October 20 2014 Latest news:
Thursday, February 13, 2014
No prizes for guessing Norwich City’s prime problem – but what is the answer? MICHAEL BAILEY spoke to former City and England striker Dean Ashton on where the Canaries’ goalscoring cure can come from…
There are a few choice sentiments placed on signs around Carrow Road and Colney Training Centre aimed at inspiring those who read them on a daily basis – and at the moment, it feels like at least one of them reads: “The hardest thing in football is scoring a goal”.
For too many games now, Chris Hughton’s Canaries have looked ravaged by the utopian prospect that taking a chance here or there could actually make life a little easier for everyone of a yellow disposition.
At Cardiff, if was a glut of half-decent opportunities. Manchester City’s visit was more akin to nailing a late sucker punch. And at West Ham on Tuesday night, it was one gilt-edged chance after another – something no Premier League side can afford to turn down, and certainly not on seven occasions.
Creating the chances had been a problem in the past – but not at present. Either way, we’re looking at a genuine football riddle. Such as how Gary Hooper goes from looking so clinical as recently as mid-December, to so profligate in east London.
Former Norwich, West Ham and England striker Dean Ashton knows what it’s like to be flying with confidence – and shackled by drought. And he knows the answer is as elusive as a Canaries’ winner.
“It does come down to confidence a lot of the time, especially for a centre-forward,” said Ashton.
“You saw with Gary before – he got one goal, and then two, three, four followed. And then you suddenly go one or two games without scoring and the tension sets in.
“To be honest, there’s no miracle cure. You have to get out on the training pitch – I’m sure they are – and just keep practising your finishing. You’ve got to believe the next chance that comes along is the one that sticks in the back of the net, and away you go again. It’s just a case of persevering, keep working as hard as you can as a team and having that belief it will come.”
So does that mean additional help like attacking coaches can help? It’s something a proportion of City fans would like looked at. But no coach can score a goal for a player; players with proven goalscoring records.
“Managers, coaches, psychologists – as strikers we’ve all had these things thrown at us,” said Ashton.
“But again, it comes down to the player. You are the one out there. It’s you there when you go through on goal. It’s about making the right decisions; that’s down to the individual.
“The players have got to take a bit of responsibility for that. Nobody will be more disappointed than the players themselves, because they rely on goals and that’s what they are judged on. They will be feeling disappointed with their ratios so far.”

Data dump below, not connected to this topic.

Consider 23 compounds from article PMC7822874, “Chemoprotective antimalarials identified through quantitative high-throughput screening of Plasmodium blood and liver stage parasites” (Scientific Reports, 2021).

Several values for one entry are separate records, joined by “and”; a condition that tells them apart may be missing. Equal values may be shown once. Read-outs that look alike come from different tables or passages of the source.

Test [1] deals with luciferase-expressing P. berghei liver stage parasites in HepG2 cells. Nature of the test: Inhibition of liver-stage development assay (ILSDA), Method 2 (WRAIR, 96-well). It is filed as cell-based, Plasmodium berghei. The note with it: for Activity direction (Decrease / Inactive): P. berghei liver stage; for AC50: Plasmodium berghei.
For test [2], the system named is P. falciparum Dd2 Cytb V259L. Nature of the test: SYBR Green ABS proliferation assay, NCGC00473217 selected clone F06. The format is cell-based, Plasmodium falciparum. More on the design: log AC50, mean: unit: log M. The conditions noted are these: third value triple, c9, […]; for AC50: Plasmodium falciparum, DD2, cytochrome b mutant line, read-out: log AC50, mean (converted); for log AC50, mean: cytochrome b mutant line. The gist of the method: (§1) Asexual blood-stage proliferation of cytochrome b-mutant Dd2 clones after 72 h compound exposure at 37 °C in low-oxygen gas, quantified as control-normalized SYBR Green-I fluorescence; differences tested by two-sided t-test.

Ashton added: “People have scouted these players. Gary Hooper had scored a lot of goals and had a lot of clubs after him. Norwich weren’t the only ones. And Ricky van Wolfswinkel is a Dutch international, so that’s good pedigree.
“Sometimes it takes players a while to settle, especially coming into a completely new league. But Norwich haven’t got that time now. They’re in a relegation battle and desperate for goals.
“Somebody has got to step forward and score the goals, and you just wonder who that’s going to be. It’s difficult for Chris Hughton, because he can’t get out there and score the goals for them.”
A lack of points and a lack of goals have been Norwich’s issues all season – and it doesn’t take a statistician to work out where that formula will take them come May.
Ashton was at the Boleyn Ground on Tuesday and much like the belief that cured his own occasional scoring droughts, he has faith City will sort themselves out – assuming they have similar self-belief.
“I wish I could just say do that and this, and then you’ll score – but it’s just not like that,” added Ashton. “It’s so reactive, football. You never quite know what sort of chance it’s going to be that comes along.
“It’s frustrating at the moment and obviously the longer it goes on, the more danger Norwich will be in.
“If you’re not creating chances at all, then that’s a real worry. But for Chris, he has to take the positives from his team playing better and creating the better chances. I’m not saying that’s all he can do – but then it’s down to the individuals when they get through on goal. It’s down to them to be clinical, to really believe they are going to score, and then do it.
“I do think they will stay up because there are three worse teams than Norwich, without a doubt. But all that will matter at the end of the season is the points and if Norwich don’t score the goals, then they will be in trouble.”